Thursday, January 19, 2006

All aboard the light rail to the future: Peter Seamer provides a good summary of the case for Light Rail in Sydney.

The Government's solutions are geared to a 2017 time frame but are not addressing the pressing problem in the heart of the city, where you have a 350,000 daily workforce and more than 400,000 visitors - and these numbers are growing.... Light rail 21st-century style is part of how Sydney should tackle a problem that threatens to undermine the viability, vibrancy and versatility of its CBD.

Trams can have an equal or greater capacity along any one line and are much easier and quicker to load, as they can have several doors. They are particularly good for inner-city trips, which are short and require high volumes.

In terms of capacity, the sustainability commissioner, Peter Newman, wrote in the Herald last year: 'Roads are also limited by their sheer physical capacity. A road lane can carry about 2500 people an hour; a busway about double that - a level now reached and even exceeded on the busways in the city centre.

'Light rail can carry between 7000 and 10,000 people an hour - which is why this must eventually replace the congested bus services along many corridors - while heavy rail can carry 50,000 people per hour, 20 times the capacity of a roadway.'

Light rail has been introduced to more than 100 international cities in the past 10 years. In the Toronto CBD, for example, which has three main sources of co-ordinated public transport - heavy rail, buses and light rail - the system carries 40 per cent more passengers and 30 per cent more boardings per capita at 30 per cent lower cost than Sydney.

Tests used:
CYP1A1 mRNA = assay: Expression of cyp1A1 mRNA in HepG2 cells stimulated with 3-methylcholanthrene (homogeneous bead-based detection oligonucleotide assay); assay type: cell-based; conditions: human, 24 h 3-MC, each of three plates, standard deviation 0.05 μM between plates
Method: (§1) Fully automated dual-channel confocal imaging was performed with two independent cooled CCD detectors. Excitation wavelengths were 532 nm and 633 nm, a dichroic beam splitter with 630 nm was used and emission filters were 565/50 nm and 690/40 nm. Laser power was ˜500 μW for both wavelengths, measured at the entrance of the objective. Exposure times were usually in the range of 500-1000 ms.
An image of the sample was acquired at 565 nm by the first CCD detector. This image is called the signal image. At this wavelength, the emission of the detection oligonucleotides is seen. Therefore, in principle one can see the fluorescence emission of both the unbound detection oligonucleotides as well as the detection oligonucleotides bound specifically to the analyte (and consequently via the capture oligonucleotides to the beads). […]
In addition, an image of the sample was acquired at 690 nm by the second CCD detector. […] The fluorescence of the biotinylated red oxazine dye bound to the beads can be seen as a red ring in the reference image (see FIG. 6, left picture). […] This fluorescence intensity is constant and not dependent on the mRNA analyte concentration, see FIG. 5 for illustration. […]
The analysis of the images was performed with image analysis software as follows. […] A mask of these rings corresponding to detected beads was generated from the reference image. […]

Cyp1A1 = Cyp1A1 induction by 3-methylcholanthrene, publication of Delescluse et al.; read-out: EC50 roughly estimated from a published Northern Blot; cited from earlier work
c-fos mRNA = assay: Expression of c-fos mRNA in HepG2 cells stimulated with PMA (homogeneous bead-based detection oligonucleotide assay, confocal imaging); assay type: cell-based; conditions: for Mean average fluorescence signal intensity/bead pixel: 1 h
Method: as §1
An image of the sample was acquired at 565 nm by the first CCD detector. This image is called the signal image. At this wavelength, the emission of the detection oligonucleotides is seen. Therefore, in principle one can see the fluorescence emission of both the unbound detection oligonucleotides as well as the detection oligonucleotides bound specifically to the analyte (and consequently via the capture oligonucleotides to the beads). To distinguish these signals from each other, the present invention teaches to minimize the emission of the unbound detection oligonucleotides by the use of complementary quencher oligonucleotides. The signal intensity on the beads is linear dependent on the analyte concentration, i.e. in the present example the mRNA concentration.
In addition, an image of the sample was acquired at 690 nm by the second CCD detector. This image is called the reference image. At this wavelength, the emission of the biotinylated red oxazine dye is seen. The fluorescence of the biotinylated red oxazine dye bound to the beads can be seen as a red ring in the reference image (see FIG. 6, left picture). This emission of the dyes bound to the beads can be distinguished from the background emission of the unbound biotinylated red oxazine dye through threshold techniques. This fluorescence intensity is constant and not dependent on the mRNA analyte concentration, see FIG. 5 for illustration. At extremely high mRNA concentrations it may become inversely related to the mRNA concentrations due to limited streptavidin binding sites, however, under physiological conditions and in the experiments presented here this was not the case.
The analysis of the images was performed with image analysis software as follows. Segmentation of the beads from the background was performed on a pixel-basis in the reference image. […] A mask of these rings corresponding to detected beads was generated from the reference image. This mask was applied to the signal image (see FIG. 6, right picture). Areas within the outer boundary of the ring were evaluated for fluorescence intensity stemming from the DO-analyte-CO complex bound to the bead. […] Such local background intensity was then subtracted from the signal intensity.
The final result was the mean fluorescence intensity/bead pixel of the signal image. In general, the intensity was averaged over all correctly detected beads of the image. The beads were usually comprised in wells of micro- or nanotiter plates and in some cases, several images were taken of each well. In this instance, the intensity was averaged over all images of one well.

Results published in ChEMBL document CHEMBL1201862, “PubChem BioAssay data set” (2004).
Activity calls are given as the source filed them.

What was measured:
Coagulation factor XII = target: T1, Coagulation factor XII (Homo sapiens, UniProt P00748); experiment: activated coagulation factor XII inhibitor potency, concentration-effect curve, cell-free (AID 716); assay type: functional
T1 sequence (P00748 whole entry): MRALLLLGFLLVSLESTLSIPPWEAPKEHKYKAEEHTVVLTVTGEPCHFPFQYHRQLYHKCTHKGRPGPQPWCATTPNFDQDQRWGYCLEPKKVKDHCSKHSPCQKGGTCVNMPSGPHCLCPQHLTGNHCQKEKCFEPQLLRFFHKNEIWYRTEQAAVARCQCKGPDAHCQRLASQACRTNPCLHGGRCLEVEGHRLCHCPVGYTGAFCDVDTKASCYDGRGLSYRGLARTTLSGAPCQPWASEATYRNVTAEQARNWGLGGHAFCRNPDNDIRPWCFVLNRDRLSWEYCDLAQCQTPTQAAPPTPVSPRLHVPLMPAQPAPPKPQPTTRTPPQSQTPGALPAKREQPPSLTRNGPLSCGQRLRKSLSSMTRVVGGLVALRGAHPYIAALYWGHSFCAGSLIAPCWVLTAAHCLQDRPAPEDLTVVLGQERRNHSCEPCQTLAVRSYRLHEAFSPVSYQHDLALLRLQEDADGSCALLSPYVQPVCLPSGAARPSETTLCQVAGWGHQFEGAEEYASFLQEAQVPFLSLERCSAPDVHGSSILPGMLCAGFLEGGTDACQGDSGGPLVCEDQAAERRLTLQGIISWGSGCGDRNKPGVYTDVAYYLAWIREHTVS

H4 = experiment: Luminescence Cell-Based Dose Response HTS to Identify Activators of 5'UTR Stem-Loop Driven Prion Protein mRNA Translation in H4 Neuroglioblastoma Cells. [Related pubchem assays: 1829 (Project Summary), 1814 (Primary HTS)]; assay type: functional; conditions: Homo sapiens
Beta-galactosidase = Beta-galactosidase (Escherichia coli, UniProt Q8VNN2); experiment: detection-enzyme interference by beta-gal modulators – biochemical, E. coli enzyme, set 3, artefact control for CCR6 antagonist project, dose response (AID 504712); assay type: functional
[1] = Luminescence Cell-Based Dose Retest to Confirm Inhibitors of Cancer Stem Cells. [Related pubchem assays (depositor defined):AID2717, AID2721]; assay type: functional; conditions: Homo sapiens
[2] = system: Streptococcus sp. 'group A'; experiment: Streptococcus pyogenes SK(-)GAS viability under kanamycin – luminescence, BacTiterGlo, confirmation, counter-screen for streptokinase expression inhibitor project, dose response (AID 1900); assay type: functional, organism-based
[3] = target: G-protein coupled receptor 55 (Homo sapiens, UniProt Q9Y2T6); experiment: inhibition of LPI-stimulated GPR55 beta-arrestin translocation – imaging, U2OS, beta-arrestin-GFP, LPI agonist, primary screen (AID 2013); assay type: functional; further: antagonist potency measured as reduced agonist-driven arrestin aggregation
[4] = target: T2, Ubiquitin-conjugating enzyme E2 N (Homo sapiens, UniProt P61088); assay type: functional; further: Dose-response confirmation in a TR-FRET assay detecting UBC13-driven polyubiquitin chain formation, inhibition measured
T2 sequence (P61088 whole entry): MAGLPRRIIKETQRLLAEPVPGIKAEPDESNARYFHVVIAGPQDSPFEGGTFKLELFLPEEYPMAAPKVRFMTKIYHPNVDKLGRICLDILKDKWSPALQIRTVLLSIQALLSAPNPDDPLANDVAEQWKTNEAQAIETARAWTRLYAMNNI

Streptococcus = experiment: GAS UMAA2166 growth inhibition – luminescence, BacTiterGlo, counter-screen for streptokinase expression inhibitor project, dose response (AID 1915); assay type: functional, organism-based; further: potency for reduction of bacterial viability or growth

For years, the campaign to introduce/expand light rail has been running, and yet the government has done little or nothing except build tollways and motorways. There is a failure of vision and commitment, a failure that is all the more acute as the twin crises of global warming and fossil fuel depletion inexorably bear down on modern civilisation.

Another quite apparent example of the State Government's failure of vision, understanding and commitment is its plan to build a desalination plant for Sydney:

[The letter from Sydney Water to Minister Sartor] is proof of official advice to the Government from its own experts that it would be unwise to proceed. The memo warned that it was not feasible from a financial and environmental perspective.... "Desalination is far less feasible than other options to restore Sydney's water balance," he said in the official briefing advice handed to Mr Sartor two years ago. "The environmental performance of desalination is very poor due to its high energy demand, the significant greenhouse gas emissions, the need to dispose of waste brine and the land required for the plant." The letter also reveals that desalination was considered but rejected by the Government's own Drought Expert Panel and extracting more water from the Shoalhaven, groundwater sources and recycling were preferable options.... The desalination plant is shaping up as a major political headache for the Iemma Government. Many Labor MPs claim it was not taken to caucus for discussion.

In a global situation where it is urgent that emissions be reduced and energy conserved, it is simply folly to build a huge consumer of energy like a desalination plant when it is not even needed. This is a government that is enormously out of touch with the biggest issue of the day.

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